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 Table of Contents  
ORIGINAL ARTICLE
Year : 2018  |  Volume : 6  |  Issue : 2  |  Page : 59-62

Clinical experience of using chlorhexidine gluconate-impregnated dressings in reducing the central line-associated bloodstream infection rate at a Level 1 trauma centre


1 Department of Lab Medicine, JPNATC, AIIMS, New Delhi, India
2 Department of Anaesthesia, JPNATC, AIIMS, New Delhi, India
3 Department of Neurosurgery, JPNATC, AIIMS, New Delhi, India
4 Department of Neuroanaesthesia, JPNATC, AIIMS, New Delhi, India
5 Department of Critical and Intensive Care, JPNATC, AIIMS, New Delhi, India
6 Department of Orthopaedics, JPNATC, AIIMS, New Delhi, India

Date of Web Publication10-Jan-2019

Correspondence Address:
Dr. Purva Mathur
Room No 211, Second Floor, Department of Laboratory Medicine, JPNA Trauma Centre, All India Institute of Medical Sciences, New Delhi
India
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Source of Support: None, Conflict of Interest: None


DOI: 10.4103/jpsic.jpsic_15_18

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  Abstract 


Introduction: Central venous catheters are vital in critical care which can be associated with infectious and non-infectious adverse events.
Materials and Methods: This case–control study was conducted over 1 year in trauma centre of India. All patients admitted in intensive care units (ICUs) having central line inserted during the study period (November 2013–October 2014) were included as cases. Historical controls with non-antibiotic-impregnated dressings were used as controls (November 2012–October 2013). Standard central line insertion and maintenance checklist was followed.
Results: A total of 2034 patients were admitted in ICUs during study period, and the central line-associated bloodstream infection (CLABSI) rate was 2.89/1000 catheter days. During the year 2012–2013, 2100 patients were admitted and CLABSI rate was 3.04/1000 catheter days. The mean central line insertion bundle compliance rate was 76.8% in 2012–2013 and 78.37% in 2013–2014. The compliance with scrubbing the access port was minimum 34% while that with change in dressing was the maximum 79%.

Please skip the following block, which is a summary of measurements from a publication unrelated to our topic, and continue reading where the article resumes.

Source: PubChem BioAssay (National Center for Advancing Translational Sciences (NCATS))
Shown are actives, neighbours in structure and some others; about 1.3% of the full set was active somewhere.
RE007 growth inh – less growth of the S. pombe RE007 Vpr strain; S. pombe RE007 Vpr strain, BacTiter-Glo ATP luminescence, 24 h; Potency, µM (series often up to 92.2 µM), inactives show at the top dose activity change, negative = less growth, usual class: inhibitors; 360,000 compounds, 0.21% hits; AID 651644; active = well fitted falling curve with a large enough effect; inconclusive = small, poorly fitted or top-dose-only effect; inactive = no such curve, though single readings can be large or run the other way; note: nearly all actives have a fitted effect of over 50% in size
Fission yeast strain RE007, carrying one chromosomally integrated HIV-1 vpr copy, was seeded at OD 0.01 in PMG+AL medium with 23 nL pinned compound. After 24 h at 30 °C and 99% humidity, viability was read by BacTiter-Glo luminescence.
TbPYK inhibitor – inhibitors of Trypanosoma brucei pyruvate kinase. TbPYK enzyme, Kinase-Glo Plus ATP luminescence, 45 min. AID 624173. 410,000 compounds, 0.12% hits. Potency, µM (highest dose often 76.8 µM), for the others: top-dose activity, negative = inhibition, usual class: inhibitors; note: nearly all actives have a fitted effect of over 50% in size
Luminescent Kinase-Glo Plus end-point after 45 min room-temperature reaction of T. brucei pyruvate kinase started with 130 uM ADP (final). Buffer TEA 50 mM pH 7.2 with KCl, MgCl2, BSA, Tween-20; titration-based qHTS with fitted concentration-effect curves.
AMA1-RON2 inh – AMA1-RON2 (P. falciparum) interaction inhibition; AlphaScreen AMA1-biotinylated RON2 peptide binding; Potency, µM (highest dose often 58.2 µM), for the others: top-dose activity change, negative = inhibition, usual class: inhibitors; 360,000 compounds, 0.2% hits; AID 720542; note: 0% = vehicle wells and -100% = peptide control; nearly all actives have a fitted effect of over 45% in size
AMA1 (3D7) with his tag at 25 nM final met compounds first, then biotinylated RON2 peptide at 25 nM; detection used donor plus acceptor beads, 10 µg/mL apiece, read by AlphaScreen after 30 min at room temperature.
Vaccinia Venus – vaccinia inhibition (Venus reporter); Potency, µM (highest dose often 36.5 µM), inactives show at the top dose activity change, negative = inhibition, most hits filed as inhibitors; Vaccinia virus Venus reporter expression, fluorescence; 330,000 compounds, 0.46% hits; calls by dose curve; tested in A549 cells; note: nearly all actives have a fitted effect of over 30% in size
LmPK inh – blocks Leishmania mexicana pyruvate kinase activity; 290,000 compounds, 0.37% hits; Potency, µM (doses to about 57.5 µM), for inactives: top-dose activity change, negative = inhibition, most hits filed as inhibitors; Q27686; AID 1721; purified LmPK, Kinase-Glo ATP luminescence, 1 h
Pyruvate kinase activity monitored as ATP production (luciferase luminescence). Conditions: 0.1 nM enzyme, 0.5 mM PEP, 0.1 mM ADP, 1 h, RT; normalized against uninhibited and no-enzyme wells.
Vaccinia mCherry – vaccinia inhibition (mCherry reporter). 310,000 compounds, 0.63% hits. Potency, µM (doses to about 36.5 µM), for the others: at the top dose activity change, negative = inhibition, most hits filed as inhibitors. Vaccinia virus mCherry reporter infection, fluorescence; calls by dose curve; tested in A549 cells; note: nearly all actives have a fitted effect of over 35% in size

Discussion: Since CLABSI rate reduction was not statistically significant, the use of biopatch in our setting could not be justified and its use was not found to be cost-effective. In maintenance bundle, compliance with scrubbing the hub was least only 35%. Thus, the use of effective maintenance bundle parameters could easily reduce CLABSI rate.

Keywords: Biopatch, central line-associated bloodstream infections, insertion bundle, maintenance bundle


How to cite this article:
Batra P, Thomas S, Gunjyal J, Mathur P, Gupta B, Swahnney C, Agarwal D, Bindra A, Goyal K, Aggarwal R, Soni K, Malhotra R. Clinical experience of using chlorhexidine gluconate-impregnated dressings in reducing the central line-associated bloodstream infection rate at a Level 1 trauma centre. J Patient Saf Infect Control 2018;6:59-62

How to cite this URL:
Batra P, Thomas S, Gunjyal J, Mathur P, Gupta B, Swahnney C, Agarwal D, Bindra A, Goyal K, Aggarwal R, Soni K, Malhotra R. Clinical experience of using chlorhexidine gluconate-impregnated dressings in reducing the central line-associated bloodstream infection rate at a Level 1 trauma centre. J Patient Saf Infect Control [serial online] 2018 [cited 2019 Apr 23];6:59-62. Available from: http://www.jpsiconline.com/text.asp?2018/6/2/59/249844




  Introduction Top


Central venous catheters (CVCs) are vital in the care of critically ill-hospitalised patients as they are often used by clinicians as a portal for the delivery of medications, parenteral nutrition, collection of blood samples and monitoring of haemodynamic variables. In the USA, >5 million patients require central venous access each year. Unfortunately, central venous access can be associated with infectious and non-infectious adverse events that are hazardous to patients and expensive to treat. Bloodstream infections due to CVCs, also known as central line-associated bloodstream infections (CLABSIs) or catheter-related bloodstream infections (CRBSIs), are one of the common nosocomial infections in critically ill patients.[1]

CLABSI is a major contributing factor to in-hospital mortality and morbidity accounting for nearly 12%–25% of the healthcare-associated infection-associated mortality rate.[2] A recent analysis estimated that each CLABSI episode independently increases length of hospitalisation from 7 to 21 days and adds an attributable cost of about 37,000 USD per patient.[2] The annual national cost of caring for patients who develop CLABSI is estimated to range from $0.67 to $2.68 billion.[2],[3],[4]